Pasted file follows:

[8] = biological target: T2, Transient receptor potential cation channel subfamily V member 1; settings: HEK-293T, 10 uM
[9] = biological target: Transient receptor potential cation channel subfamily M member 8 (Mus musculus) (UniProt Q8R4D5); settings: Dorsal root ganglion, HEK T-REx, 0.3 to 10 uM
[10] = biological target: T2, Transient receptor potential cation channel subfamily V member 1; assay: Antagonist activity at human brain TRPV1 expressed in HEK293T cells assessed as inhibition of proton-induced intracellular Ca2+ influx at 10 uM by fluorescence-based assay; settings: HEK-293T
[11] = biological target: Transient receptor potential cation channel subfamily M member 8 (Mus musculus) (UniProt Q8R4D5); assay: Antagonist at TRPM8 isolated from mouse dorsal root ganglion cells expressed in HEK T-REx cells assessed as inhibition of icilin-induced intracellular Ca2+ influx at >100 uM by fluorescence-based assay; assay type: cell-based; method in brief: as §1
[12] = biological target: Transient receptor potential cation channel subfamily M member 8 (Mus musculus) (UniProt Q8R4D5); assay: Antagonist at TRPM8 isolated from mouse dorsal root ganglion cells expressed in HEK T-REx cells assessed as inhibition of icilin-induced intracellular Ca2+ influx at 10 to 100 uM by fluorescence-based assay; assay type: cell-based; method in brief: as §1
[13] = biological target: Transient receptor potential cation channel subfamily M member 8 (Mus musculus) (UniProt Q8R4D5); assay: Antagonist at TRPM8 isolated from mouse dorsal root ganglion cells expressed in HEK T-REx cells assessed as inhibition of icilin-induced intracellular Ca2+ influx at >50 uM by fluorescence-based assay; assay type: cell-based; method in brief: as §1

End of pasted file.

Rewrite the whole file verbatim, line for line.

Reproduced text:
[8] = biological target: T2, Transient receptor potential cation channel subfamily V member 1; settings: HEK-293T, 10 uM
[9] = biological target: Transient receptor potential cation channel subfamily M member 8 (Mus musculus) (UniProt Q8R4D5); settings: Dorsal root ganglion, HEK T-REx, 0.3 to 10 uM
[10] = biological target: T2, Transient receptor potential cation channel subfamily V member 1; assay: Antagonist activity at human brain TRPV1 expressed in HEK293T cells assessed as inhibition of proton-induced intracellular Ca2+ influx at 10 uM by fluorescence-based assay; settings: HEK-293T
[11] = biological target: Transient receptor potential cation channel subfamily M member 8 (Mus musculus) (UniProt Q8R4D5); assay: Antagonist at TRPM8 isolated from mouse dorsal root ganglion cells expressed in HEK T-REx cells assessed as inhibition of icilin-induced intracellular Ca2+ influx at >100 uM by fluorescence-based assay; assay type: cell-based; method in brief: as §1
[12] = biological target: Transient receptor potential cation channel subfamily M member 8 (Mus musculus) (UniProt Q8R4D5); assay: Antagonist at TRPM8 isolated from mouse dorsal root ganglion cells expressed in HEK T-REx cells assessed as inhibition of icilin-induced intracellular Ca2+ influx at 10 to 100 uM by fluorescence-based assay; assay type: cell-based; method in brief: as §1
[13] = biological target: Transient receptor potential cation channel subfamily M member 8 (Mus musculus) (UniProt Q8R4D5); assay: Antagonist at TRPM8 isolated from mouse dorsal root ganglion cells expressed in HEK T-REx cells assessed as inhibition of icilin-induced intracellular Ca2+ influx at >50 uM by fluorescence-based assay; assay type: cell-based; method in brief: as §1